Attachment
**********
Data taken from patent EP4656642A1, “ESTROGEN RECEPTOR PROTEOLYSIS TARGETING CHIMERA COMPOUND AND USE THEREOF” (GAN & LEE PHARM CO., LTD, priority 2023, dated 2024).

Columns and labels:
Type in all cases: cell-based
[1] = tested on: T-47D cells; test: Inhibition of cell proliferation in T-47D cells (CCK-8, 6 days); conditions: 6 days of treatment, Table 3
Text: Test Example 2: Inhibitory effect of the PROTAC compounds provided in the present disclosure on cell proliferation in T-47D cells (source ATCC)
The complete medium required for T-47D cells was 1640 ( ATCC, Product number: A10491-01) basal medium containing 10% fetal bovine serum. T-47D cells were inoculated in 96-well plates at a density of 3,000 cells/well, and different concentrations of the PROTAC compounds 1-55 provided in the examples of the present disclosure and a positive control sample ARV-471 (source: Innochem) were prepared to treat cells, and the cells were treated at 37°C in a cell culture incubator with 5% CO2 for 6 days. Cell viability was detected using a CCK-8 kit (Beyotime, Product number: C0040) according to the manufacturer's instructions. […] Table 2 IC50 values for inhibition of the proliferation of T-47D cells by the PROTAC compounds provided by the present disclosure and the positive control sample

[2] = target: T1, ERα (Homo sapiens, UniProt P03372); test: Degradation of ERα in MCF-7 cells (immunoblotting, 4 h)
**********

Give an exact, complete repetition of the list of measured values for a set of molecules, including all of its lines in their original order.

Data taken from patent EP4656642A1, “ESTROGEN RECEPTOR PROTEOLYSIS TARGETING CHIMERA COMPOUND AND USE THEREOF” (GAN & LEE PHARM CO., LTD, priority 2023, dated 2024).

Columns and labels:
Type in all cases: cell-based
[1] = tested on: T-47D cells; test: Inhibition of cell proliferation in T-47D cells (CCK-8, 6 days); conditions: 6 days of treatment, Table 3
Text: Test Example 2: Inhibitory effect of the PROTAC compounds provided in the present disclosure on cell proliferation in T-47D cells (source ATCC)
The complete medium required for T-47D cells was 1640 ( ATCC, Product number: A10491-01) basal medium containing 10% fetal bovine serum. T-47D cells were inoculated in 96-well plates at a density of 3,000 cells/well, and different concentrations of the PROTAC compounds 1-55 provided in the examples of the present disclosure and a positive control sample ARV-471 (source: Innochem) were prepared to treat cells, and the cells were treated at 37°C in a cell culture incubator with 5% CO2 for 6 days. Cell viability was detected using a CCK-8 kit (Beyotime, Product number: C0040) according to the manufacturer's instructions. […] Table 2 IC50 values for inhibition of the proliferation of T-47D cells by the PROTAC compounds provided by the present disclosure and the positive control sample

[2] = target: T1, ERα (Homo sapiens, UniProt P03372); test: Degradation of ERα in MCF-7 cells (immunoblotting, 4 h)